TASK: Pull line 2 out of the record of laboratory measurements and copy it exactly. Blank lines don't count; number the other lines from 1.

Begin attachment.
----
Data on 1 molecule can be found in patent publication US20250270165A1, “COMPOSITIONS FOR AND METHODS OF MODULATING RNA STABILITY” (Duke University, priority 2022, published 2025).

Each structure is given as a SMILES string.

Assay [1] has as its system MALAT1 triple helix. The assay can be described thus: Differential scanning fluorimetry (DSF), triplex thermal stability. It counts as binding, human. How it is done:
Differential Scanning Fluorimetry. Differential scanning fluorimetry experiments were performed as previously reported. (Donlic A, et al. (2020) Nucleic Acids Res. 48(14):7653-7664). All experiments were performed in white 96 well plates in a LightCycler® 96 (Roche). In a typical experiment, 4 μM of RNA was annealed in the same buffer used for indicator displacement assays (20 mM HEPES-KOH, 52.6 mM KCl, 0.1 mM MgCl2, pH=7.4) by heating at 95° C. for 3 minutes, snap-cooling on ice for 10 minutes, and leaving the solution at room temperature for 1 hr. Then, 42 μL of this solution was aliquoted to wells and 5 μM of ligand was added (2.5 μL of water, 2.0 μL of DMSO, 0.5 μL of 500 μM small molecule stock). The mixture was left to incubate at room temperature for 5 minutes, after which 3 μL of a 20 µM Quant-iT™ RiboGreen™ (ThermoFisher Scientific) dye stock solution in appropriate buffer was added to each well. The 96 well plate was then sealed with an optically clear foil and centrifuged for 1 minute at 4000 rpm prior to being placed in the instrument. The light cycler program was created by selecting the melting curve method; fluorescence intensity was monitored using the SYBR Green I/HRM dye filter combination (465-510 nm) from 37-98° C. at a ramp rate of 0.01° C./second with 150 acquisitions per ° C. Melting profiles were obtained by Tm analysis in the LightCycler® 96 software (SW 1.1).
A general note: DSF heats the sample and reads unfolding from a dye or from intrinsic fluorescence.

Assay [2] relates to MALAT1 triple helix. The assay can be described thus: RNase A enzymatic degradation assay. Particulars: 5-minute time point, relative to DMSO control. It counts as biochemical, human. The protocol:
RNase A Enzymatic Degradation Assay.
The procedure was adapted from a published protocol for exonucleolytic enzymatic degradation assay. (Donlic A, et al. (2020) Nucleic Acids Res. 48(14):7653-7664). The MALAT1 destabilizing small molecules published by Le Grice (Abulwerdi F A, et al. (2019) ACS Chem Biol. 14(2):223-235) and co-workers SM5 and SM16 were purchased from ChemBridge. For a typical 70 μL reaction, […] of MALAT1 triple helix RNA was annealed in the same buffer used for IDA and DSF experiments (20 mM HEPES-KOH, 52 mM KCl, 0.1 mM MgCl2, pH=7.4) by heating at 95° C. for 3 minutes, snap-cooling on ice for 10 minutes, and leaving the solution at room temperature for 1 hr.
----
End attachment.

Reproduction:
Each structure is given as a SMILES string.